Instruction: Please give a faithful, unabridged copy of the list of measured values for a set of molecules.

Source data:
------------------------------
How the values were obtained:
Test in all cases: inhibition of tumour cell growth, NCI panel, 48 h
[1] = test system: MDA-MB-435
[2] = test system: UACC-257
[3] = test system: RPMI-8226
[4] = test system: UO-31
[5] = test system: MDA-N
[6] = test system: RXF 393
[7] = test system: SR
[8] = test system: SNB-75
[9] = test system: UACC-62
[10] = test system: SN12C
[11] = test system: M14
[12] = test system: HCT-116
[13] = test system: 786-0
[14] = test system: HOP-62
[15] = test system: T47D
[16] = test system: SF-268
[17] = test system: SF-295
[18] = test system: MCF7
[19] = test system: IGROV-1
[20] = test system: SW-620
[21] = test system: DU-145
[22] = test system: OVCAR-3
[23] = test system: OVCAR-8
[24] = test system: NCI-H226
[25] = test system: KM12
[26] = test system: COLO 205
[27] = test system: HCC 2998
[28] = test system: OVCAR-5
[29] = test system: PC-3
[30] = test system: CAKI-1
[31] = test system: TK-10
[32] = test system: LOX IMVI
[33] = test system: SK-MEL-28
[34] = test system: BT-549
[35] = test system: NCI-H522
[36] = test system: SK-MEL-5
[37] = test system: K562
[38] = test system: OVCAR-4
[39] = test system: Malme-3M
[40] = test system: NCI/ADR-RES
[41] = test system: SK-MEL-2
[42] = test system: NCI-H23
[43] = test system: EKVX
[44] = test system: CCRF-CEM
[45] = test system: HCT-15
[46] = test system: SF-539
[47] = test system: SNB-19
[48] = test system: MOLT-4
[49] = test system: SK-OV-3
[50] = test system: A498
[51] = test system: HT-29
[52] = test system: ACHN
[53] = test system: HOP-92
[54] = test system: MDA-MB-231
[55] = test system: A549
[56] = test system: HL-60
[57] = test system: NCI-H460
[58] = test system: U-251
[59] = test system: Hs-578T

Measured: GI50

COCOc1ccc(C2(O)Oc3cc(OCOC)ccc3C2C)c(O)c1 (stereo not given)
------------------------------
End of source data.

How the values were obtained:
Test in all cases: inhibition of tumour cell growth, NCI panel, 48 h
[1] = test system: MDA-MB-435
[2] = test system: UACC-257
[3] = test system: RPMI-8226
[4] = test system: UO-31
[5] = test system: MDA-N
[6] = test system: RXF 393
[7] = test system: SR
[8] = test system: SNB-75
[9] = test system: UACC-62
[10] = test system: SN12C
[11] = test system: M14
[12] = test system: HCT-116
[13] = test system: 786-0
[14] = test system: HOP-62
[15] = test system: T47D
[16] = test system: SF-268
[17] = test system: SF-295
[18] = test system: MCF7
[19] = test system: IGROV-1
[20] = test system: SW-620
[21] = test system: DU-145
[22] = test system: OVCAR-3
[23] = test system: OVCAR-8
[24] = test system: NCI-H226
[25] = test system: KM12
[26] = test system: COLO 205
[27] = test system: HCC 2998
[28] = test system: OVCAR-5
[29] = test system: PC-3
[30] = test system: CAKI-1
[31] = test system: TK-10
[32] = test system: LOX IMVI
[33] = test system: SK-MEL-28
[34] = test system: BT-549
[35] = test system: NCI-H522
[36] = test system: SK-MEL-5
[37] = test system: K562
[38] = test system: OVCAR-4
[39] = test system: Malme-3M
[40] = test system: NCI/ADR-RES
[41] = test system: SK-MEL-2
[42] = test system: NCI-H23
[43] = test system: EKVX
[44] = test system: CCRF-CEM
[45] = test system: HCT-15
[46] = test system: SF-539
[47] = test system: SNB-19
[48] = test system: MOLT-4
[49] = test system: SK-OV-3
[50] = test system: A498
[51] = test system: HT-29
[52] = test system: ACHN
[53] = test system: HOP-92
[54] = test system: MDA-MB-231
[55] = test system: A549
[56] = test system: HL-60
[57] = test system: NCI-H460
[58] = test system: U-251
[59] = test system: Hs-578T

Measured: GI50

COCOc1ccc(C2(O)Oc3cc(OCOC)ccc3C2C)c(O)c1 (stereo not given)